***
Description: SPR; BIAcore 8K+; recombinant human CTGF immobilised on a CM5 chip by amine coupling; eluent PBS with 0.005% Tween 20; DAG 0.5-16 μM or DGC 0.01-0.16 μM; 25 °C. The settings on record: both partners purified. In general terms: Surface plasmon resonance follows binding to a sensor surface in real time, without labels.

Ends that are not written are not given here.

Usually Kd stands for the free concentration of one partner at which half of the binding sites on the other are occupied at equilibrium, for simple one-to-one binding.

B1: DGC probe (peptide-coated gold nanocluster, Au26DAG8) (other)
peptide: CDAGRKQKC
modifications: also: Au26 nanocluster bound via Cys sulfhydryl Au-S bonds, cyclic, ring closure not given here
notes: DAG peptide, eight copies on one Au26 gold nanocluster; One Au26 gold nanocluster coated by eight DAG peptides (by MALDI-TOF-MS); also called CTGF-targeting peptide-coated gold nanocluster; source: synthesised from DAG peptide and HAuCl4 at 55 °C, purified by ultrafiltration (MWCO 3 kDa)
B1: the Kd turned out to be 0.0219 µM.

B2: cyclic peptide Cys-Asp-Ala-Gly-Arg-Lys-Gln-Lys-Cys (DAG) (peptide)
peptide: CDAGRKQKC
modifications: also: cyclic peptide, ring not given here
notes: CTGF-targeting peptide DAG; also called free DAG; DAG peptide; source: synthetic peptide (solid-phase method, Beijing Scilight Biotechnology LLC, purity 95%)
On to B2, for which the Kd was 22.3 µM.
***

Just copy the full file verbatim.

Description: SPR; BIAcore 8K+; recombinant human CTGF immobilised on a CM5 chip by amine coupling; eluent PBS with 0.005% Tween 20; DAG 0.5-16 μM or DGC 0.01-0.16 μM; 25 °C. The settings on record: both partners purified. In general terms: Surface plasmon resonance follows binding to a sensor surface in real time, without labels.

Ends that are not written are not given here.

Usually Kd stands for the free concentration of one partner at which half of the binding sites on the other are occupied at equilibrium, for simple one-to-one binding.

B1: DGC probe (peptide-coated gold nanocluster, Au26DAG8) (other)
peptide: CDAGRKQKC
modifications: also: Au26 nanocluster bound via Cys sulfhydryl Au-S bonds, cyclic, ring closure not given here
notes: DAG peptide, eight copies on one Au26 gold nanocluster; One Au26 gold nanocluster coated by eight DAG peptides (by MALDI-TOF-MS); also called CTGF-targeting peptide-coated gold nanocluster; source: synthesised from DAG peptide and HAuCl4 at 55 °C, purified by ultrafiltration (MWCO 3 kDa)
B1: the Kd turned out to be 0.0219 µM.

B2: cyclic peptide Cys-Asp-Ala-Gly-Arg-Lys-Gln-Lys-Cys (DAG) (peptide)
peptide: CDAGRKQKC
modifications: also: cyclic peptide, ring not given here
notes: CTGF-targeting peptide DAG; also called free DAG; DAG peptide; source: synthetic peptide (solid-phase method, Beijing Scilight Biotechnology LLC, purity 95%)
On to B2, for which the Kd was 22.3 µM.